[e2e] It's all my fault
jnc at mercury.lcs.mit.edu
Thu May 17 17:19:11 PDT 2007
> From: Vadim Antonov <avg at kotovnik.com>
This is getting a bit far afield, and so I apologize in advance to anyone
> The fact that government hired a bright person to do some work does not
> mean that the very same person (or another person just as bright)
> wouldn't do the same if hired by a private company for the same wage
> (if govnernment didn't expropriate it earlier).
> If you check the track record of DARPA's performance on other projects
> you'll see that nearly all of them were total disasters.
There is a favourite saying of mine that goes something like "There are two
kinds of confused people: one says 'This is old, and therefore good', and the
other says 'This is new, and therefore better'." I trust the point is
obvious: it's not the newness or oldness which makes something good, but
simply whether or not the thing is good.
I think there's probably a relative of this saying which says something like
"'This is done by government, and therefore good', and the other says 'This
is done by private industry, and therefore better'".
If you look at history, there are plenty of examples of extremely influential
things which a government did after private industry didn't take up the
challenge, e.g. Harrison's invention of the marine chronometer for finding
latitude, which made seaborne commerce much more viable; that was done in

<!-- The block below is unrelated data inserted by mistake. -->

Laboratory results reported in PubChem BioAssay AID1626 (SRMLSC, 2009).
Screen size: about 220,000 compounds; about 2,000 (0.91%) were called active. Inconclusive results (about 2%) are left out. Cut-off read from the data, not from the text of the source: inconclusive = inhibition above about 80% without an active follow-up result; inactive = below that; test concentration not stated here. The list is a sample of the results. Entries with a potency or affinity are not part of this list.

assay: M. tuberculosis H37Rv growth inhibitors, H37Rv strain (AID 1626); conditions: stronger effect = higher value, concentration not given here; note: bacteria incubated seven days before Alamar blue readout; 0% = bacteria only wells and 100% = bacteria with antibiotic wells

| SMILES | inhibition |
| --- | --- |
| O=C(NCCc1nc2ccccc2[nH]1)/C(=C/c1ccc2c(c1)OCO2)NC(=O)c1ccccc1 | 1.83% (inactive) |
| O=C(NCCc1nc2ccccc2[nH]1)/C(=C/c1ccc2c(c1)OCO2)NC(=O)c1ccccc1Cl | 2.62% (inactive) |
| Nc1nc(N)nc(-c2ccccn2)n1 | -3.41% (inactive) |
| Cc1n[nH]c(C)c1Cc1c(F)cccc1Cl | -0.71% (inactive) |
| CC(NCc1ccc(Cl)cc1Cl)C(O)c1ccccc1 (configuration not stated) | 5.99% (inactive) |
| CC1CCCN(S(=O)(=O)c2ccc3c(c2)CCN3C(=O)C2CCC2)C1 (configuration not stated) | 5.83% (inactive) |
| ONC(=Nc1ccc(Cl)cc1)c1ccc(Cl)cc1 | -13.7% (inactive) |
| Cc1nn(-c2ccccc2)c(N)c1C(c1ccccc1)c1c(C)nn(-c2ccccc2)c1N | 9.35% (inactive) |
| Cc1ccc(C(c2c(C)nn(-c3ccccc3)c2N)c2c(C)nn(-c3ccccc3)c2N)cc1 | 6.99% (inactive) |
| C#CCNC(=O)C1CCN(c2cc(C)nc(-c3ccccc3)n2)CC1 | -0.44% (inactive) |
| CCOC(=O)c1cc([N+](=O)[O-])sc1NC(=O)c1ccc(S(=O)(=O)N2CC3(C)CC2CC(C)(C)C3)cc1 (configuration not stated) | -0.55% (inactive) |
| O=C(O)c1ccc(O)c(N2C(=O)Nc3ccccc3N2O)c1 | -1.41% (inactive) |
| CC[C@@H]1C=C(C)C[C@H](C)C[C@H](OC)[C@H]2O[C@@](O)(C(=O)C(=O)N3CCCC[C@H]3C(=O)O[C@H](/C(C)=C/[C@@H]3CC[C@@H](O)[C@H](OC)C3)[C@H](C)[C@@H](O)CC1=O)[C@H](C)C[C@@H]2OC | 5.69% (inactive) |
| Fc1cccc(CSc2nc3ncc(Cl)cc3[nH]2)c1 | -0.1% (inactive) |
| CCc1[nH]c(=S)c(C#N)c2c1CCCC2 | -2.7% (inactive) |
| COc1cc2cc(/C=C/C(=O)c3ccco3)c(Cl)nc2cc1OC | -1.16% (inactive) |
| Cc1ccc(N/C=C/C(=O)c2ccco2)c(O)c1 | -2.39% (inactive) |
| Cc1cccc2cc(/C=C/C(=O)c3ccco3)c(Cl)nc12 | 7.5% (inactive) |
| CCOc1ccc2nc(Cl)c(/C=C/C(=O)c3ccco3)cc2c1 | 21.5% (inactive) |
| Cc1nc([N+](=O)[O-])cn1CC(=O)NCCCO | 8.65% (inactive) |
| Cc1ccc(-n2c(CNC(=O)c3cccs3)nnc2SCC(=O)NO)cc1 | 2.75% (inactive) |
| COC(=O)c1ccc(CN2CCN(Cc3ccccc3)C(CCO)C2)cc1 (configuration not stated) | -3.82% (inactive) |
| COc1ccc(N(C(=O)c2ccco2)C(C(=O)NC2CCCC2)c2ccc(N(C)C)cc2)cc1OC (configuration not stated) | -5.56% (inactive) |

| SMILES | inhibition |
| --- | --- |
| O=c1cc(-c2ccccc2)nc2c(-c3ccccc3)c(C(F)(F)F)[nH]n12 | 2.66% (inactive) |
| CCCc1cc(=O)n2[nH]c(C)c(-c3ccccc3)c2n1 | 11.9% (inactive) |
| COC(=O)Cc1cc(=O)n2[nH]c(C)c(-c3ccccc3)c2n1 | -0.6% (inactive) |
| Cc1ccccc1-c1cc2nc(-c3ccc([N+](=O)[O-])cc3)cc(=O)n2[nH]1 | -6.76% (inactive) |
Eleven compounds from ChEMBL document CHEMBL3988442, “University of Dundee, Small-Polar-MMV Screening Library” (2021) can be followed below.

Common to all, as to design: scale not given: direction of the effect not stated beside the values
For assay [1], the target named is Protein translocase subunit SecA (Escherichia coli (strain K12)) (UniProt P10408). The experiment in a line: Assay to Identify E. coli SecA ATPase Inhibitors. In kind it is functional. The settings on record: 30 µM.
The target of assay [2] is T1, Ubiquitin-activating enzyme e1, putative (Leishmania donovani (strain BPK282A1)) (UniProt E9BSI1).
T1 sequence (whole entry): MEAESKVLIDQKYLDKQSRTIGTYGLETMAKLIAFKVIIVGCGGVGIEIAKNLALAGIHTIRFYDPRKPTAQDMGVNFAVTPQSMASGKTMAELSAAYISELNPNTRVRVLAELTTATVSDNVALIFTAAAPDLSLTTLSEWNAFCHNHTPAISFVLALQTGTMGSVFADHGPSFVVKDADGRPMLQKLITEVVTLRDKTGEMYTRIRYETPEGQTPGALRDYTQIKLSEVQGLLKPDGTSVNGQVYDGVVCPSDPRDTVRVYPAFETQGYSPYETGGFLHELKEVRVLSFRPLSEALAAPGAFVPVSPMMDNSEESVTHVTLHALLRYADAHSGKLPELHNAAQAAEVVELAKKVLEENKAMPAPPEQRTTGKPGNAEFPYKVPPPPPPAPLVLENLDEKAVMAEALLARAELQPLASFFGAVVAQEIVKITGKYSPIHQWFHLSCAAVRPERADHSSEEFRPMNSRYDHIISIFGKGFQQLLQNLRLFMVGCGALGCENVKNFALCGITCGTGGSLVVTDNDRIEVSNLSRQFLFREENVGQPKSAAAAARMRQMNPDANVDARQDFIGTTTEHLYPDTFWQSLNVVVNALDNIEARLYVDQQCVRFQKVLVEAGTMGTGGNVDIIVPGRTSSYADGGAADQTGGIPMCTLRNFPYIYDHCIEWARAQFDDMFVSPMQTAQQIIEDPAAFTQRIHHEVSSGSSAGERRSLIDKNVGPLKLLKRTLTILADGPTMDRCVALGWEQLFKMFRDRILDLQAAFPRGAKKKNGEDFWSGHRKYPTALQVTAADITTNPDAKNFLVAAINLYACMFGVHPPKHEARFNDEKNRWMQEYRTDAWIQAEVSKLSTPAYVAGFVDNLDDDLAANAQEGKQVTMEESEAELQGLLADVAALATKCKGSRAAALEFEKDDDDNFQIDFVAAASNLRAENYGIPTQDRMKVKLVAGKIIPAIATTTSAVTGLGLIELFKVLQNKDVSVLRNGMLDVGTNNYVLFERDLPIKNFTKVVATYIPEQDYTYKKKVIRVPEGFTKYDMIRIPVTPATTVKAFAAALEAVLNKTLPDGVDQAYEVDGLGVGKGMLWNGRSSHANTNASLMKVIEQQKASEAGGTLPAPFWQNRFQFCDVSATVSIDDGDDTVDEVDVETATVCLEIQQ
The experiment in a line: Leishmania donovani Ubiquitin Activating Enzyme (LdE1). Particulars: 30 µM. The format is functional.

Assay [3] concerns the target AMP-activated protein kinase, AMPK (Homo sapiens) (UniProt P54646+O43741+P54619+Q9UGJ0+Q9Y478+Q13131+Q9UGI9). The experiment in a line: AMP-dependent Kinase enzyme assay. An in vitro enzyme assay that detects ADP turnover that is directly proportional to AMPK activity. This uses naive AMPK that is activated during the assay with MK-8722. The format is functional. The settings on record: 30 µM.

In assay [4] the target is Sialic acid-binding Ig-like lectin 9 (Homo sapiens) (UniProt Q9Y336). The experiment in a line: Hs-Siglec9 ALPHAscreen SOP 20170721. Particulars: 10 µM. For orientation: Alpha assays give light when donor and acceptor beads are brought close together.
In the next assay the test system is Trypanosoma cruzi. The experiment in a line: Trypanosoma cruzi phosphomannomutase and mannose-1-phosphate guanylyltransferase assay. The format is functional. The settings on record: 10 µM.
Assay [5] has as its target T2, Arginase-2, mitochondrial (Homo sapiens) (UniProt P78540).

response to a UK government initiative. There are even examples of things
where private industry tried and failed, and a government project to do it
succeeded: e.g. the Panama Canal.
Of course, there are also plenty of examples where private industry did
something better than the government too: the Wright brothers versus Langley;
the R-100 airship versus the R-101 (a major subject of Nevil Shute's fabulous
autobiography "Slide Rule", in which he rails, mostly correctly, against
government attempts to do things). But as the saying goes, "the plural of
anecdote is not data".
And of course most of the scientific research in most of the world for the
last century has been funded by taxes. Sure, it's laundered through
universities, etc, but it's still tax money being spent. Should we dispense
with all that, too? Pure research pays off big-time in the long run, but most
of it is too long-term, and the eventual results impossible to forsee, for
private industry to get involved. E.g. semi-conductors wouldn't exist without
the physicists (none sponsored by private industry, as far as I can recall)
who developed quantum mechanics in the 20's, decades before.
And if you think private industry will take over if we do, think again. Look
what happened when the US Government cut the funding for the Super-Conducting
Super-Collider; private business sure as heck hasn't taken that baton up.
I think government funding, *intelligently managed*, has a role. Of course,
that's a high qualifier, and a lot of what's spent these days simply doesn't
(Speaking of which, the amount of pork barrel spending on useless earmarked
research in the US is pathetic. I am reminded of that famous acerbic de
Tocqueville observation: "The American republic will endure until the
politicians find they can bribe the people with their own money.")
But to simply dismiss all government projects/research as unworthy is just
not supported by history. I'd rather look at each one and say "was this money
well spent", and treat each case on its own merits.
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